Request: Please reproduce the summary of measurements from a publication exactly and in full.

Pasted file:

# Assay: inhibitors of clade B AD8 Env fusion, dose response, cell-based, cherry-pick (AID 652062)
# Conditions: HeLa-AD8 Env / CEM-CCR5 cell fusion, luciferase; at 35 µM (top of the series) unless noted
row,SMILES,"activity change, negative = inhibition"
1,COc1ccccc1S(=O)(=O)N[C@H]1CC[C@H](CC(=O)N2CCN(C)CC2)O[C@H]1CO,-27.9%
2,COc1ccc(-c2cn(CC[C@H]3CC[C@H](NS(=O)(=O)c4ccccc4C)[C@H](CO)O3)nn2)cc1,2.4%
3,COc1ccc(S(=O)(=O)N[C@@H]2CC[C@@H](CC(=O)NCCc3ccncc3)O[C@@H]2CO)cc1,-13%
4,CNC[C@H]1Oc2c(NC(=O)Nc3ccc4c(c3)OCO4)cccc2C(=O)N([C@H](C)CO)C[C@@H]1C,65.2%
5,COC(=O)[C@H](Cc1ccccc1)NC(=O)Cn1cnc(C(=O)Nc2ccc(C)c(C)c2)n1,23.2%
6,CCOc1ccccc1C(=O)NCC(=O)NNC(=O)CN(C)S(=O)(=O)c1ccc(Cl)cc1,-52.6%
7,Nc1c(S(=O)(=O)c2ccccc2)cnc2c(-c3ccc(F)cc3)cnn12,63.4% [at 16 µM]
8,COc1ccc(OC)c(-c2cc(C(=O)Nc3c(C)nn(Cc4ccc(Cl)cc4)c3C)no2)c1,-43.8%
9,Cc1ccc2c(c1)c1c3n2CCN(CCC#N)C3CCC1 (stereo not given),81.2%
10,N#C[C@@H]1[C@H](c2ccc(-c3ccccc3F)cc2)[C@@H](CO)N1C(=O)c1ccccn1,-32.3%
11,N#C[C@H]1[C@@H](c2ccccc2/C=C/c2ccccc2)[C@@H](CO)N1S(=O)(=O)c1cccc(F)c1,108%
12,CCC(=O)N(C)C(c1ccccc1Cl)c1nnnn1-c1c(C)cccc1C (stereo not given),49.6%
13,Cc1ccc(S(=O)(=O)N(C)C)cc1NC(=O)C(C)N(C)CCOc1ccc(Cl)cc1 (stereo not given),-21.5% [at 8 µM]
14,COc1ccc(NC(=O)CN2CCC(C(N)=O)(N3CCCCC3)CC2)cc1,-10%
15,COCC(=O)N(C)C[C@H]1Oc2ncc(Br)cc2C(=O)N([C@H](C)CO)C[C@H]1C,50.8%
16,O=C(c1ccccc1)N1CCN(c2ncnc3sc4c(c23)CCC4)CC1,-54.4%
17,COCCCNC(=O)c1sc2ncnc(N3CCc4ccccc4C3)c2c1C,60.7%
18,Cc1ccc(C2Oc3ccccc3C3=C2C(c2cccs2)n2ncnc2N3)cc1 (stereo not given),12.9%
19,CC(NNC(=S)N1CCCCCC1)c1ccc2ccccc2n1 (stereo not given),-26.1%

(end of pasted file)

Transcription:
# Assay: inhibitors of clade B AD8 Env fusion, dose response, cell-based, cherry-pick (AID 652062)
# Conditions: HeLa-AD8 Env / CEM-CCR5 cell fusion, luciferase; at 35 µM (top of the series) unless noted
row,SMILES,"activity change, negative = inhibition"
1,COc1ccccc1S(=O)(=O)N[C@H]1CC[C@H](CC(=O)N2CCN(C)CC2)O[C@H]1CO,-27.9%
2,COc1ccc(-c2cn(CC[C@H]3CC[C@H](NS(=O)(=O)c4ccccc4C)[C@H](CO)O3)nn2)cc1,2.4%
3,COc1ccc(S(=O)(=O)N[C@@H]2CC[C@@H](CC(=O)NCCc3ccncc3)O[C@@H]2CO)cc1,-13%
4,CNC[C@H]1Oc2c(NC(=O)Nc3ccc4c(c3)OCO4)cccc2C(=O)N([C@H](C)CO)C[C@@H]1C,65.2%
5,COC(=O)[C@H](Cc1ccccc1)NC(=O)Cn1cnc(C(=O)Nc2ccc(C)c(C)c2)n1,23.2%
6,CCOc1ccccc1C(=O)NCC(=O)NNC(=O)CN(C)S(=O)(=O)c1ccc(Cl)cc1,-52.6%
7,Nc1c(S(=O)(=O)c2ccccc2)cnc2c(-c3ccc(F)cc3)cnn12,63.4% [at 16 µM]
8,COc1ccc(OC)c(-c2cc(C(=O)Nc3c(C)nn(Cc4ccc(Cl)cc4)c3C)no2)c1,-43.8%
9,Cc1ccc2c(c1)c1c3n2CCN(CCC#N)C3CCC1 (stereo not given),81.2%
10,N#C[C@@H]1[C@H](c2ccc(-c3ccccc3F)cc2)[C@@H](CO)N1C(=O)c1ccccn1,-32.3%
11,N#C[C@H]1[C@@H](c2ccccc2/C=C/c2ccccc2)[C@@H](CO)N1S(=O)(=O)c1cccc(F)c1,108%
12,CCC(=O)N(C)C(c1ccccc1Cl)c1nnnn1-c1c(C)cccc1C (stereo not given),49.6%
13,Cc1ccc(S(=O)(=O)N(C)C)cc1NC(=O)C(C)N(C)CCOc1ccc(Cl)cc1 (stereo not given),-21.5% [at 8 µM]
14,COc1ccc(NC(=O)CN2CCC(C(N)=O)(N3CCCCC3)CC2)cc1,-10%
15,COCC(=O)N(C)C[C@H]1Oc2ncc(Br)cc2C(=O)N([C@H](C)CO)C[C@H]1C,50.8%
16,O=C(c1ccccc1)N1CCN(c2ncnc3sc4c(c23)CCC4)CC1,-54.4%
17,COCCCNC(=O)c1sc2ncnc(N3CCc4ccccc4C3)c2c1C,60.7%
18,Cc1ccc(C2Oc3ccccc3C3=C2C(c2cccs2)n2ncnc2N3)cc1 (stereo not given),12.9%
19,CC(NNC(=S)N1CCCCCC1)c1ccc2ccccc2n1 (stereo not given),-26.1%